Martin O'Malley goes after Hillary Clinton on 'Daily Show'

Martin O'Malley visits 'The Daily Show'
Martin OMalley Daily Show Daily Hit NewDay_00005313


    Martin O'Malley visits 'The Daily Show'


Martin O'Malley visits 'The Daily Show' 01:31

Story highlights

  • Former Maryland Gov. Martin O'Malley went after Clinton during TV show appearance
  • O'Malley said the Democratic frontrunner is too close to Wall Street
  • He also advocated for national gun laws

(CNN)Despite dismal polling and the increasing likelihood of a Joe Biden candidacy, former Maryland Gov. Martin O'Malley has attempted to cast himself as the best alternative to Hillary Clinton, hitting the 2016 Democratic front-runner for her Wall Street ties and charging that she doesn't have the "independence" needed to govern the financial sector.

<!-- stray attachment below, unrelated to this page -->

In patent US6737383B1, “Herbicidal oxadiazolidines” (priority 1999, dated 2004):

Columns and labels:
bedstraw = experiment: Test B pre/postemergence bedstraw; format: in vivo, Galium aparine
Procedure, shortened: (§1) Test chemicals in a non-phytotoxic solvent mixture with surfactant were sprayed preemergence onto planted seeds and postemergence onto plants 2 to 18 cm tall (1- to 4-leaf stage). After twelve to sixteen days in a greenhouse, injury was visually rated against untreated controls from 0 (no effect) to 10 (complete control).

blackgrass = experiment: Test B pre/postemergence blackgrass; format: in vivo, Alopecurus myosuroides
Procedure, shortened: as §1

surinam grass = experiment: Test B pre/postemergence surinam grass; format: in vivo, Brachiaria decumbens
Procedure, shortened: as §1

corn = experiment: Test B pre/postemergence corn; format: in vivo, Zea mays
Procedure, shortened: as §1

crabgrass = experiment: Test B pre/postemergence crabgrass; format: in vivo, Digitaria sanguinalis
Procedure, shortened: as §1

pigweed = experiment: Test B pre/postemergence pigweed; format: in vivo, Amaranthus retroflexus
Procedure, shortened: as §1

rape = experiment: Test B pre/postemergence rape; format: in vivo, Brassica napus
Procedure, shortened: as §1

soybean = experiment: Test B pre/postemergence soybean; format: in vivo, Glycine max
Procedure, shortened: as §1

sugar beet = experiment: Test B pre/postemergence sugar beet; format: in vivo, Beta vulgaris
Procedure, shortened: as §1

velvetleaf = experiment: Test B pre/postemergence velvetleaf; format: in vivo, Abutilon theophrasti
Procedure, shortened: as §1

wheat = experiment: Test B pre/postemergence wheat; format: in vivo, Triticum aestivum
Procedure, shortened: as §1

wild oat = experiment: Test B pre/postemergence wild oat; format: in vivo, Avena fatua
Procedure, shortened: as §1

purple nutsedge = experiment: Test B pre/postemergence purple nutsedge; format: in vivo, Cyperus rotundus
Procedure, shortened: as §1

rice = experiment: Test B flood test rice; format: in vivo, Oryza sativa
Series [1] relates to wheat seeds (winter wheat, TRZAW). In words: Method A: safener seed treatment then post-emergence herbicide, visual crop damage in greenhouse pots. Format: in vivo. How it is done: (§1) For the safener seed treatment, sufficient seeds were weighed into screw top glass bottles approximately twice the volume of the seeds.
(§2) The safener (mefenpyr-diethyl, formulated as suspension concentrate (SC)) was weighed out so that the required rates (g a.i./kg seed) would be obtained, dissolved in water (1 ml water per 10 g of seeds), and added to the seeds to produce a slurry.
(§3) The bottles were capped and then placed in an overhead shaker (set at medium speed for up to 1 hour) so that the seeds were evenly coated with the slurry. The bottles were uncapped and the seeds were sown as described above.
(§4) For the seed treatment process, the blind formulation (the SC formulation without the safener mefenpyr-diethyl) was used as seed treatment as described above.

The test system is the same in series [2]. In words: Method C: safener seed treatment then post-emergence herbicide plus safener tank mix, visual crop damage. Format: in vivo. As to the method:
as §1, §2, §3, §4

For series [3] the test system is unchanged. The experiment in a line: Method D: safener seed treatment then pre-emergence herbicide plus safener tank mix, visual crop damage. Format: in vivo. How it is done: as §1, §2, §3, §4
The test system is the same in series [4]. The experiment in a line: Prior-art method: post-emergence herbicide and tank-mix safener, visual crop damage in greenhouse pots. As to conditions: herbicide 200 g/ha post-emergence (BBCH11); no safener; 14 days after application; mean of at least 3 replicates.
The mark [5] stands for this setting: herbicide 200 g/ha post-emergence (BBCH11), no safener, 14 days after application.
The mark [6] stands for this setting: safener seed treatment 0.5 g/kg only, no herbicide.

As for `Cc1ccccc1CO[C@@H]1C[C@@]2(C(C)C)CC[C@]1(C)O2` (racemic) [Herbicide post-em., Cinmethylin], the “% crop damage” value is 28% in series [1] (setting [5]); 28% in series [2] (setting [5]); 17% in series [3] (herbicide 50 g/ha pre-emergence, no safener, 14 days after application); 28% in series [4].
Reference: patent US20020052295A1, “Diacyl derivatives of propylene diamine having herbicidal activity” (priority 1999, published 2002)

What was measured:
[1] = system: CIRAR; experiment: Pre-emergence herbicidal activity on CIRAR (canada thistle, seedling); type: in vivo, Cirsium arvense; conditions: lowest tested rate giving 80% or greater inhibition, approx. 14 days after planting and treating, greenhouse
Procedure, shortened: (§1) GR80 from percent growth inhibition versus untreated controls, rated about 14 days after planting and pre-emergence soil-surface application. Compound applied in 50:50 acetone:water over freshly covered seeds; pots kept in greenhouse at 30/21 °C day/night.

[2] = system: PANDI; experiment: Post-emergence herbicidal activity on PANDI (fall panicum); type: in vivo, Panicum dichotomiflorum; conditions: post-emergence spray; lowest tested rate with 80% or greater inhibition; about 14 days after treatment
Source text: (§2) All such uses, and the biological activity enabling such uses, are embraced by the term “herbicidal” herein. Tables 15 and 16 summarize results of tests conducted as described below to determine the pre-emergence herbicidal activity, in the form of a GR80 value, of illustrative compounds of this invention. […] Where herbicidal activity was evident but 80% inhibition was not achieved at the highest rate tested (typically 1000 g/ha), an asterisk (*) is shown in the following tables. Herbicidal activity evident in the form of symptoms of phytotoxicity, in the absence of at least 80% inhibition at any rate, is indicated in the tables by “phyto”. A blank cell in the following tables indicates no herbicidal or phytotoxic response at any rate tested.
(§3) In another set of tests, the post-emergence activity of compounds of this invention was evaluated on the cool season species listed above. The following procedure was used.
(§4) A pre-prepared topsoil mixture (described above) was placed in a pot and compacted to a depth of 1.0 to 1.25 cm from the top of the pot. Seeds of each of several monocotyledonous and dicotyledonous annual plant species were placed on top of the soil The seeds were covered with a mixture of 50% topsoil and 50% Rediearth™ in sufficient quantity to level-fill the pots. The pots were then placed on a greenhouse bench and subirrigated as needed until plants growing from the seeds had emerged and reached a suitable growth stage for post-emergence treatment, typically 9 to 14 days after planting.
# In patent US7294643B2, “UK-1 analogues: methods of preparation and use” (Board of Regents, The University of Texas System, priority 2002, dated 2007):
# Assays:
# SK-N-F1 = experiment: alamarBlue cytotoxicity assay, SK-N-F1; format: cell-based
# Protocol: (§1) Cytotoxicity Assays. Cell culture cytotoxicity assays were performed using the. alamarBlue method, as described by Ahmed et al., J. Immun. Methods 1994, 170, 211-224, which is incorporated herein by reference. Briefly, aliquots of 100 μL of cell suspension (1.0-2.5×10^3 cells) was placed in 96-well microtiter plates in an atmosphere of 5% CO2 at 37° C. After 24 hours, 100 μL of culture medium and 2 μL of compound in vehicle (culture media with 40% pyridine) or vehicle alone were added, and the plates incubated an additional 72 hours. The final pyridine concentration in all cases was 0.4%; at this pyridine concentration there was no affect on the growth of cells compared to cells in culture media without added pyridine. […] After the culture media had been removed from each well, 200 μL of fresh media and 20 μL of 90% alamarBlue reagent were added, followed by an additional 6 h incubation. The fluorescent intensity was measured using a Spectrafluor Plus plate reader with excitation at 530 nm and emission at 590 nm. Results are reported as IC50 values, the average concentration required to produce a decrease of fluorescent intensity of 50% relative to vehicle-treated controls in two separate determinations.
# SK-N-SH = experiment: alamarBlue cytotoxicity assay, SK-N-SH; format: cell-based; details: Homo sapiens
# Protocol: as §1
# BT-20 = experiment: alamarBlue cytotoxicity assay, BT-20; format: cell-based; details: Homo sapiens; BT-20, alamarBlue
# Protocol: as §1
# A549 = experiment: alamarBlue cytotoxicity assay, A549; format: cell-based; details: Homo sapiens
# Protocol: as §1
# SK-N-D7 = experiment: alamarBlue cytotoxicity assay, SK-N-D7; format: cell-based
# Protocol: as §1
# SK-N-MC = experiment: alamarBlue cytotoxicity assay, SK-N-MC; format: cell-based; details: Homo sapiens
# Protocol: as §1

The former Maryland governor pitched himself as a new leader for the Democratic Party during a Monday night interview on "The Daily Show," seeking to separate himself from a Democratic field dominated by political veterans like Clinton, Vice President Biden, and Vermont Sen. Bernie Sanders.
Asked by host Trevor Noah what had changed since his endorsement of Clinton in the 2008 presidential election, O'Malley responded that "as our times change, as our challenges change, I believe that new leadership is required," and he argued that "I represent our better days."
    He went hard after Clinton for her financial sector connections, noting that "She said in the debate, 'I represented Wall Street.' And yes, she did. And I believe she hasn't the independence needed to protect the main street economy from excesses on Wall Street."
    O'Malley also advocated for national gun control laws. He trumpeted background check legislation passed while he was governor of Maryland and suggested that "after mass shooting after mass shooting -- surely we're capable of taking better actions than what we've taken," citing "a growing majority of Americans who believe this is crazy."
    O'Malley has struggled for months to gain traction with Democratic voters but has had little success -- and soon he may be facing an even greater uphill climb, as speculation grows over a Biden White House bid.